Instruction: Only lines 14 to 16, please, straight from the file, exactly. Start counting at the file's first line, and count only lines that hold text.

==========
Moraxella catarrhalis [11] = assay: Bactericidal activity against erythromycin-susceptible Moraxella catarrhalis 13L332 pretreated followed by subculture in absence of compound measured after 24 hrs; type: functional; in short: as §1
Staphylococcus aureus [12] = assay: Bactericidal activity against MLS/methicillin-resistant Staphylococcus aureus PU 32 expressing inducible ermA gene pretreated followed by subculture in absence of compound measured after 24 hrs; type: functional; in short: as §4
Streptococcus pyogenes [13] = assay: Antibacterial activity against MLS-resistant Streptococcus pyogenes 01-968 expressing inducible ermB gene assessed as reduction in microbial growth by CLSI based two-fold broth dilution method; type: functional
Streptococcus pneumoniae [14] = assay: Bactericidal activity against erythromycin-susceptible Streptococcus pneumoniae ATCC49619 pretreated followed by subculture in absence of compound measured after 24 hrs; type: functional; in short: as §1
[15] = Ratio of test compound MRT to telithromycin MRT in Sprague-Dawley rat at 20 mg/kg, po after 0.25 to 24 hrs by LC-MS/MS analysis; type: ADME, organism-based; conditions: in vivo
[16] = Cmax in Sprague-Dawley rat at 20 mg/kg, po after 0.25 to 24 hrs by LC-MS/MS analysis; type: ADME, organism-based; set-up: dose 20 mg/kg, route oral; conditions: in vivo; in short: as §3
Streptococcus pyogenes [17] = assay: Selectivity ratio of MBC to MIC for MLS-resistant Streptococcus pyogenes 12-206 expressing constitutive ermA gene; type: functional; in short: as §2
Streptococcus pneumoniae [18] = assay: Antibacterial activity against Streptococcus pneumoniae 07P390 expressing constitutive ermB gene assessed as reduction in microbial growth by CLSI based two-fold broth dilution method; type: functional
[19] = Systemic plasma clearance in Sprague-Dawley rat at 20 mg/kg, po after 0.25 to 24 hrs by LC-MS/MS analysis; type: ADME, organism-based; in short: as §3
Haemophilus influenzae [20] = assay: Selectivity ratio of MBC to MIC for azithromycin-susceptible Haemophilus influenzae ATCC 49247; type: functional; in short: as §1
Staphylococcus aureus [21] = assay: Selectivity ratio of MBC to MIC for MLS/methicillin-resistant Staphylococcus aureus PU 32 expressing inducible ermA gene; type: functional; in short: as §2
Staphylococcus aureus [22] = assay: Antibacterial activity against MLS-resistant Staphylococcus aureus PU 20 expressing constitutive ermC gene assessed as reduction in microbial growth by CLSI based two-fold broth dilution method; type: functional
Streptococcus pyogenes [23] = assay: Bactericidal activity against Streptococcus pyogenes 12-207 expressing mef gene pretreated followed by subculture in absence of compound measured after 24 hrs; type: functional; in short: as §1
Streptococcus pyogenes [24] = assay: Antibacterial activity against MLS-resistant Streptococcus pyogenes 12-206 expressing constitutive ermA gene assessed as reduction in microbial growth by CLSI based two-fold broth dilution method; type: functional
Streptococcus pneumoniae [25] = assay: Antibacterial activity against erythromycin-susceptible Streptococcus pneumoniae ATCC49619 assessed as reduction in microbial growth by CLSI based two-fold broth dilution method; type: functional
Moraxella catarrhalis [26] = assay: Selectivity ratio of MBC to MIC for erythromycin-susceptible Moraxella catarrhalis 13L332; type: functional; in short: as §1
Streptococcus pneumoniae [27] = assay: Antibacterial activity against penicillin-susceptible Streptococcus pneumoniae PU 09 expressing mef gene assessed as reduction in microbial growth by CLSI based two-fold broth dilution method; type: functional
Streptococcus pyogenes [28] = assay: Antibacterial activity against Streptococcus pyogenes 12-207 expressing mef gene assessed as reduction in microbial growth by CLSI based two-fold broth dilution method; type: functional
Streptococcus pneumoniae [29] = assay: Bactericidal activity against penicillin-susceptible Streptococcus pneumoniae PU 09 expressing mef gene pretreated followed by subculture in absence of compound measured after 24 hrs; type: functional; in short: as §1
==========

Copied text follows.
Streptococcus pyogenes [24] = assay: Antibacterial activity against MLS-resistant Streptococcus pyogenes 12-206 expressing constitutive ermA gene assessed as reduction in microbial growth by CLSI based two-fold broth dilution method; type: functional
Streptococcus pneumoniae [25] = assay: Antibacterial activity against erythromycin-susceptible Streptococcus pneumoniae ATCC49619 assessed as reduction in microbial growth by CLSI based two-fold broth dilution method; type: functional
Moraxella catarrhalis [26] = assay: Selectivity ratio of MBC to MIC for erythromycin-susceptible Moraxella catarrhalis 13L332; type: functional; in short: as §1